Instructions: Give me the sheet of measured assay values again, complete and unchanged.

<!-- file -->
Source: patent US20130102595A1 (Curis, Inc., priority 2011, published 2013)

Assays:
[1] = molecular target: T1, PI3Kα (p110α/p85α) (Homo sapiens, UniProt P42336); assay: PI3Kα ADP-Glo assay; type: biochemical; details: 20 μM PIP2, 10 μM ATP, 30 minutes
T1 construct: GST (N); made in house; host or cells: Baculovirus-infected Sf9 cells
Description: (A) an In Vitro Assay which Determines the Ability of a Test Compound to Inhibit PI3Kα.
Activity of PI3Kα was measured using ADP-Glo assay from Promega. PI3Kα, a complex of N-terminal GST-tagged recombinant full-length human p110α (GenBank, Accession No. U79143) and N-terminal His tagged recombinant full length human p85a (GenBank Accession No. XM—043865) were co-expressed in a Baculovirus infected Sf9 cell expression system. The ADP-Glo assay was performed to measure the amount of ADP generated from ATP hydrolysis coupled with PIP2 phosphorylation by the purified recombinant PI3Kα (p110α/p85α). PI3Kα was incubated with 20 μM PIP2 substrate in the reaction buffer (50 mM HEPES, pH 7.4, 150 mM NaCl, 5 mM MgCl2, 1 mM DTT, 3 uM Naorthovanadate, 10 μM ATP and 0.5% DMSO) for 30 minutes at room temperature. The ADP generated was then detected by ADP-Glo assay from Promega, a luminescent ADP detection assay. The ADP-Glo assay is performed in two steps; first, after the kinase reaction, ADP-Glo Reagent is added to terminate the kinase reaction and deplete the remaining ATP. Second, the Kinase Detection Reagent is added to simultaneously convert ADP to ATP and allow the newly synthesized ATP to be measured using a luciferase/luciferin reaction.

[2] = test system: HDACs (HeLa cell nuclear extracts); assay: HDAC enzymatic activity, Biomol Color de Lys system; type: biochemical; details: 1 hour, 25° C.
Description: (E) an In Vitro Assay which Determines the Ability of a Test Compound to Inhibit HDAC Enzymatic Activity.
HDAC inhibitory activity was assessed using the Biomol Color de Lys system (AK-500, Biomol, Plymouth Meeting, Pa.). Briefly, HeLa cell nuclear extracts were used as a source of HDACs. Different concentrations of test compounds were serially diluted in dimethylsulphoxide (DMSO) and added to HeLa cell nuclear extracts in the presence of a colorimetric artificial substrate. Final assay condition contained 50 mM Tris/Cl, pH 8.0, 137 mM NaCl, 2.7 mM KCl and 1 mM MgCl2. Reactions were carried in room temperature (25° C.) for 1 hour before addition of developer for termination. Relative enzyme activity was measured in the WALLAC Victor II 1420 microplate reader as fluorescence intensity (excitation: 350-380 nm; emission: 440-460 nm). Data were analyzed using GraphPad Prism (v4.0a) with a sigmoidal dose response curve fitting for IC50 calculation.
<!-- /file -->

Source: patent US20130102595A1 (Curis, Inc., priority 2011, published 2013)

Assays:
[1] = molecular target: T1, PI3Kα (p110α/p85α) (Homo sapiens, UniProt P42336); assay: PI3Kα ADP-Glo assay; type: biochemical; details: 20 μM PIP2, 10 μM ATP, 30 minutes
T1 construct: GST (N); made in house; host or cells: Baculovirus-infected Sf9 cells
Description: (A) an In Vitro Assay which Determines the Ability of a Test Compound to Inhibit PI3Kα.
Activity of PI3Kα was measured using ADP-Glo assay from Promega. PI3Kα, a complex of N-terminal GST-tagged recombinant full-length human p110α (GenBank, Accession No. U79143) and N-terminal His tagged recombinant full length human p85a (GenBank Accession No. XM—043865) were co-expressed in a Baculovirus infected Sf9 cell expression system. The ADP-Glo assay was performed to measure the amount of ADP generated from ATP hydrolysis coupled with PIP2 phosphorylation by the purified recombinant PI3Kα (p110α/p85α). PI3Kα was incubated with 20 μM PIP2 substrate in the reaction buffer (50 mM HEPES, pH 7.4, 150 mM NaCl, 5 mM MgCl2, 1 mM DTT, 3 uM Naorthovanadate, 10 μM ATP and 0.5% DMSO) for 30 minutes at room temperature. The ADP generated was then detected by ADP-Glo assay from Promega, a luminescent ADP detection assay. The ADP-Glo assay is performed in two steps; first, after the kinase reaction, ADP-Glo Reagent is added to terminate the kinase reaction and deplete the remaining ATP. Second, the Kinase Detection Reagent is added to simultaneously convert ADP to ATP and allow the newly synthesized ATP to be measured using a luciferase/luciferin reaction.

[2] = test system: HDACs (HeLa cell nuclear extracts); assay: HDAC enzymatic activity, Biomol Color de Lys system; type: biochemical; details: 1 hour, 25° C.
Description: (E) an In Vitro Assay which Determines the Ability of a Test Compound to Inhibit HDAC Enzymatic Activity.
HDAC inhibitory activity was assessed using the Biomol Color de Lys system (AK-500, Biomol, Plymouth Meeting, Pa.). Briefly, HeLa cell nuclear extracts were used as a source of HDACs. Different concentrations of test compounds were serially diluted in dimethylsulphoxide (DMSO) and added to HeLa cell nuclear extracts in the presence of a colorimetric artificial substrate. Final assay condition contained 50 mM Tris/Cl, pH 8.0, 137 mM NaCl, 2.7 mM KCl and 1 mM MgCl2. Reactions were carried in room temperature (25° C.) for 1 hour before addition of developer for termination. Relative enzyme activity was measured in the WALLAC Victor II 1420 microplate reader as fluorescence intensity (excitation: 350-380 nm; emission: 440-460 nm). Data were analyzed using GraphPad Prism (v4.0a) with a sigmoidal dose response curve fitting for IC50 calculation.